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'Linking our brains and computers': Elon Musk's controversial dive into human experimentation?

Lisa M. Krieger, The Mercury News on

Published in News & Features

SAN JOSE, Calif. -- Elon Musk’s team has implanted a powerful computer chip inside a living person’s brain, a startling step toward a sci-fi future when we can steer computers with our thoughts.

The patient is fine. Results are promising. How do we know? Because Musk says so.

With great fanfare but disturbingly few details, his Fremont, California-based Neuralink Corp. has jumped into the perilous world of human experimentation.

The technology behind the robot-powered device, announced on Musk’s X (formerly known as Twitter) with the acclaim of a SpaceX rocket launch, seems dazzling. If it matures, it could ease communication for the millions of desperate people who suffer from paralysis, stroke and other dreadful conditions.

Someday, it may offer much more, asserts Musk. It could bestow mental superpowers on healthy people, dubbed “human augmentation,” by seamlessly linking our brains and computers to download knowledge and upload thoughts.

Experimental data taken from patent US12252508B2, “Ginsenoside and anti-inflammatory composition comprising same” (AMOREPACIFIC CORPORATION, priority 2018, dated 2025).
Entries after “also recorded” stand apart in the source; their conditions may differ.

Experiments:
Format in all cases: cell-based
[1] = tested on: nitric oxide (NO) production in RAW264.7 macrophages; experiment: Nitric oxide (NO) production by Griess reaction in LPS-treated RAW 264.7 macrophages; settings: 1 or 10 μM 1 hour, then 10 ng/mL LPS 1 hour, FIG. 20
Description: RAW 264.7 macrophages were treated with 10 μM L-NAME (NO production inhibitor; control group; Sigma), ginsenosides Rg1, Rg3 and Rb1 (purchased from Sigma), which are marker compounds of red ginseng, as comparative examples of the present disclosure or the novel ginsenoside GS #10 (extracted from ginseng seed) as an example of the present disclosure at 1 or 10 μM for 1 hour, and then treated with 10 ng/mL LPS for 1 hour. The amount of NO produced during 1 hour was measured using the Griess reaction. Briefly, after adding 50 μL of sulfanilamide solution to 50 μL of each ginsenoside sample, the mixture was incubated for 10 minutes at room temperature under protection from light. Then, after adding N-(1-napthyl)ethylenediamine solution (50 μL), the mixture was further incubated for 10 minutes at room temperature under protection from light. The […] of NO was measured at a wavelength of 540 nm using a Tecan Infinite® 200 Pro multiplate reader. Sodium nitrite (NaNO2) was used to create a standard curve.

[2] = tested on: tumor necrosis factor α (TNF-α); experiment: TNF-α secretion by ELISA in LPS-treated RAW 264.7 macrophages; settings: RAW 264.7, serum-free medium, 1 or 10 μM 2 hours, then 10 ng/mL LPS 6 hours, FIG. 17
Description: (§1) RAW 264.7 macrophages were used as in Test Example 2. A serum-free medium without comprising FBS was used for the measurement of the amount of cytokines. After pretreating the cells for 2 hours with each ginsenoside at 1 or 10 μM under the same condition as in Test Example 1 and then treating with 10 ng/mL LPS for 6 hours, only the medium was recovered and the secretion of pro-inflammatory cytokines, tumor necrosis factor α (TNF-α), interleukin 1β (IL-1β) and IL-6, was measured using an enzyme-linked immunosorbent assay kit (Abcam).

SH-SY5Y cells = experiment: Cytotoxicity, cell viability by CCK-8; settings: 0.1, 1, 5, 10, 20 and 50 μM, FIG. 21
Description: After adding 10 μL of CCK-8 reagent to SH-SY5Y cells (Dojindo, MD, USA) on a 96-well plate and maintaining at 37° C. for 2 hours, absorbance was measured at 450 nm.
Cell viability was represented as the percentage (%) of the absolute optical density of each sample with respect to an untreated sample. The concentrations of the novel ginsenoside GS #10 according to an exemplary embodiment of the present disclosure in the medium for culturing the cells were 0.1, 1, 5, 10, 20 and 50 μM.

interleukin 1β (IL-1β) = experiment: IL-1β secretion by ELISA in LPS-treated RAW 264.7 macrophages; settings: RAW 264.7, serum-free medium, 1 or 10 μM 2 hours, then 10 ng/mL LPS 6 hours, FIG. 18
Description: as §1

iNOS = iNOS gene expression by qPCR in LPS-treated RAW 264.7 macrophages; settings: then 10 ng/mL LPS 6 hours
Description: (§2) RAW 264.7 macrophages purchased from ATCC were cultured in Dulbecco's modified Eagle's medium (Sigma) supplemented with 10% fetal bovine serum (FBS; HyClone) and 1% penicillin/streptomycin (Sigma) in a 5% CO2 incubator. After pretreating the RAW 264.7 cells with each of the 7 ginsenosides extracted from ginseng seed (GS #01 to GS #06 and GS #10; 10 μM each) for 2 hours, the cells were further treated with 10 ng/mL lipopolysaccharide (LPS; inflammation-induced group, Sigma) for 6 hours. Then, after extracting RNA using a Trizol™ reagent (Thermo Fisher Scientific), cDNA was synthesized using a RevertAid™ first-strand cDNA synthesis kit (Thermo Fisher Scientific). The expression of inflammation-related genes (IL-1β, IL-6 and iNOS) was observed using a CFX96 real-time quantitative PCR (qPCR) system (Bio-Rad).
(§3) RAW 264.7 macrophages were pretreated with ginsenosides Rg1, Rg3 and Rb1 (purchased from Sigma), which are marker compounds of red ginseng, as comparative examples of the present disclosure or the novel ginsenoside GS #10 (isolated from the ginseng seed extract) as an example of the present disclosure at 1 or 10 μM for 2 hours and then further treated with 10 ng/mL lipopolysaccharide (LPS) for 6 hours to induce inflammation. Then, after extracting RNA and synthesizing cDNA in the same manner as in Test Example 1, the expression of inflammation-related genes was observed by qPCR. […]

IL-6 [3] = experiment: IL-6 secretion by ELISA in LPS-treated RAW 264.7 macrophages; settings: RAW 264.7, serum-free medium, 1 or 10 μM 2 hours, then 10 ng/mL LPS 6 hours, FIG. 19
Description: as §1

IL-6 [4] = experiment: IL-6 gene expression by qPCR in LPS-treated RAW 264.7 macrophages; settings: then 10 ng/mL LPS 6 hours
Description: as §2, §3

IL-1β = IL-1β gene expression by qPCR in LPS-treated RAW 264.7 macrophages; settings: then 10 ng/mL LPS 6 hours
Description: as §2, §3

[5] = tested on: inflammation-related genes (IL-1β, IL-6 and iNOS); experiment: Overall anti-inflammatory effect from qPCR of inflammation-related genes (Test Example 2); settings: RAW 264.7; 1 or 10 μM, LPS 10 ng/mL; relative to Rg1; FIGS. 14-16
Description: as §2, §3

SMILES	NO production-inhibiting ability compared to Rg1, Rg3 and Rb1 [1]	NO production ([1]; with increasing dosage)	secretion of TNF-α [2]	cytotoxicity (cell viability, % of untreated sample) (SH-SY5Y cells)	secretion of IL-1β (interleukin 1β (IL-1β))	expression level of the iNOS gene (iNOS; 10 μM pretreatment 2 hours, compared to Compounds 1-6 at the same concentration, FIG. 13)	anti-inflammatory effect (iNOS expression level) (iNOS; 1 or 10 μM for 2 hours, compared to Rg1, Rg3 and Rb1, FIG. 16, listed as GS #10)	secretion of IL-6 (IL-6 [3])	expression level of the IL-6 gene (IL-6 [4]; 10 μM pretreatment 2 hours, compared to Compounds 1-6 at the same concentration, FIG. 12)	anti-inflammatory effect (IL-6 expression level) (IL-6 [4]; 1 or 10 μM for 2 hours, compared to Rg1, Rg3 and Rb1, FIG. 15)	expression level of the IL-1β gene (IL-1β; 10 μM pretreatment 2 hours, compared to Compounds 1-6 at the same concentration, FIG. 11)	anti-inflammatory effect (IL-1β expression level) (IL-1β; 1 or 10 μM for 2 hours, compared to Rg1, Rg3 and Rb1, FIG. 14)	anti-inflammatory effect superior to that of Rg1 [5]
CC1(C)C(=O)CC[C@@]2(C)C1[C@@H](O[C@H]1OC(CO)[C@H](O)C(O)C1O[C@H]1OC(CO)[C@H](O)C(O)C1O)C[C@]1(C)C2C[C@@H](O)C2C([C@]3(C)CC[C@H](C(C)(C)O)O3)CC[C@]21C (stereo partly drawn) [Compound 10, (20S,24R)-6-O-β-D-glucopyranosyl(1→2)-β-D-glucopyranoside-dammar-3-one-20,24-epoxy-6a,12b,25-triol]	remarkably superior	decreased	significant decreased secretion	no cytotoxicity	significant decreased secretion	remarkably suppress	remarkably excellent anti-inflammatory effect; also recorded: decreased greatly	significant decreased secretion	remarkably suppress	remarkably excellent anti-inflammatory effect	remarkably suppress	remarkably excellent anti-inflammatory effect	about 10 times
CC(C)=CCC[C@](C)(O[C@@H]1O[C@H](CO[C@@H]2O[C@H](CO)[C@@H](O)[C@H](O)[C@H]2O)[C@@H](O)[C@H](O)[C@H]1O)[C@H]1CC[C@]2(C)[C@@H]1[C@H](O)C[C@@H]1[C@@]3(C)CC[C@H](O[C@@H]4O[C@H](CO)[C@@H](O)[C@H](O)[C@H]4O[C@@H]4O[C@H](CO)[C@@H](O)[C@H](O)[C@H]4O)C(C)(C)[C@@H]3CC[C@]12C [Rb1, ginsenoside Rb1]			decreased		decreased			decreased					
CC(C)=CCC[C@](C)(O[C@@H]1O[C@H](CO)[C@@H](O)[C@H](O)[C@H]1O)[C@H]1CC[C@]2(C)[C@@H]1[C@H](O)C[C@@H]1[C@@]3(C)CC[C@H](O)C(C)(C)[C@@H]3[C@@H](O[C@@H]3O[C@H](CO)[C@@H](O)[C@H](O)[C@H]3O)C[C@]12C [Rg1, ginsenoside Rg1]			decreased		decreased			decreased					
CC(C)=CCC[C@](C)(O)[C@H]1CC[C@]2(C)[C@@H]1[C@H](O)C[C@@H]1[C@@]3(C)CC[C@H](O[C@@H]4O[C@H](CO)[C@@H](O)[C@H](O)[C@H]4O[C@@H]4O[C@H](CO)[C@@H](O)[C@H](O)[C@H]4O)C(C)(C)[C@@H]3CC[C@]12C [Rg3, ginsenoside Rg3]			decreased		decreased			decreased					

“Ultimately we will achieve symbiosis with artificial intelligence,” he promised at a rare Neuralink news conference in San Francisco in 2019. “This is something that I think will be really important on a civilization-level scale.”


While it’s not unusual for device or drug companies to tenaciously guard their intellectual property and competitive edge, the news this week is secrecy on a whole other scale, according to a consensus of neuroscientists and bioethicists.

Neuralink — whose private funders also include Peter Thiel’s Founders Fund and others — issued no official statement. The company didn’t respond to multiple requests for comment. No peer-reviewed papers have been published in scientific journals. Unlike most other research, the trial is not registered at, an online repository curated by the U.S. National Institutes of Health. There’s no disclosure about how the company defines or measures success.

We don’t know if the patient is a Bay Area resident, their type of disability or where the surgery was performed. Its only source of public information is a study brochure on the company’s website.

Until this week, the company’s most notable public announcement was a YouTube video of a treated monkey playing the 1970s video game Pong solely with its mind. It ignited the internet with 6.6 million views.


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